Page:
• Conduct a thorough review of all relevant state laws and city ordinances to determine if changes are needed.
  • Research the structure of your campus. Find out the following information:
    • Who is in charge?
    • How are decisions made?
    • Is there a legal staff or are legal issues contracted out?
    • Is there a judicial affairs office/student conduct board? If so, how do they function?
    • Who investigates sexual assaults?
    • Who investigates complaints of alleged violations of school policy?
    • What policies exist regarding use of alcohol on and off campus?
    • What policies exist about alcohol use in residence halls?
    • What policies exist regarding alcohol use at athletic events, concerts, and special events?
    • What is the current level of enforcement? Is increased enforcement warranted?

Resources and Tools


  1. Lipari, R.N. & Jean-Francois, B. A Day in the Life of College Students Aged 18-22: Substance Use Facts. The CBHSQ Report: May 26, 2016. Center for Behavioral Health Statistics and Quality, Substance Abuse and Mental Health Services Administration, Rockville, MD.
  2. Hingson, R.W.; Zha, W.; and Weitzman, E.R. Magnitude of and trends in alcohol-related mortality and morbidity among U.S. college students ages 18–24, 1998–2005. Journal of Studies on Alcohol and Drugs (Suppl. 16): 12–20, 2009. PMID: 19538908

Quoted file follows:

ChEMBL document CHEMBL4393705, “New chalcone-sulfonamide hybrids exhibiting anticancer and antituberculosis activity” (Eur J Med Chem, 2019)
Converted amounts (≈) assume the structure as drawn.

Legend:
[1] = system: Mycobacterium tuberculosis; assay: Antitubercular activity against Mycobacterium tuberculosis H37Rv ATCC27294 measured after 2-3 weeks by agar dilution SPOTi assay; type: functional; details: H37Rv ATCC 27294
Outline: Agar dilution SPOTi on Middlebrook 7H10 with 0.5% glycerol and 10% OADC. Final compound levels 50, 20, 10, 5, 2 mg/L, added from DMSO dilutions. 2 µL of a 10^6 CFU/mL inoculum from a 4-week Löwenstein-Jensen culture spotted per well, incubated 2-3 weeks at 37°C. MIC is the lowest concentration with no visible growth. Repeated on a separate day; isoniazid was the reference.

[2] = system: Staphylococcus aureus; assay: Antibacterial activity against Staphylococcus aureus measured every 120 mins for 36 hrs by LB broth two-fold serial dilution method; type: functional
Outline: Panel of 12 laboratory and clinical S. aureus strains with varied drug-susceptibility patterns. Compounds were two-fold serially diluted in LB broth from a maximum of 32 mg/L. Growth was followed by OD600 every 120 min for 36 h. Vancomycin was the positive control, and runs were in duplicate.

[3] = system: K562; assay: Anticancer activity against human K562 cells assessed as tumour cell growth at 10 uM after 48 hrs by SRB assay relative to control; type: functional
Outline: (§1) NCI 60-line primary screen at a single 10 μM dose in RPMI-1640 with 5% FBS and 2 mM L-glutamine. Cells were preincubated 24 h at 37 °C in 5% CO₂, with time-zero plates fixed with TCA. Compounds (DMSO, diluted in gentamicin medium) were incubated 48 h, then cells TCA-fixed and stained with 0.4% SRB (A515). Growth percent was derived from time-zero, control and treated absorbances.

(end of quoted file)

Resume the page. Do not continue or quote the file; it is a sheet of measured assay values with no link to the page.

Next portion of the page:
3. Hingson R, Heeren T, Winter M. et al. Magnitude of alcohol-related mortality and morbidity among U.S. college students ages 18–24: changes from 1998 to 2001. Annual Review of Public Health 26: 259–279, 2005. PMID: 15760289
  4. Ibid
  5. Blanco, C.; Okuda, M.; Wright, C. et al. Mental health of college students and their non-college- attending peers: Results from the National Epidemiologic Study on Alcohol and Related Conditions. Archives of General Psychiatry 65(12): 1429–1437, 2008. PMID: 19047530
  6. Wechsler, H.; Dowdall, G.W.; Maenner, G.; et al. Changes in binge drinking and related problems among American college students between 1993 and 1997: Results of the Harvard School of Public Health College Alcohol Study. Journal of American College Health 47(2): 57–68, 1998. PMID: 9782661
  7. US Department of Education’s Higher Education Center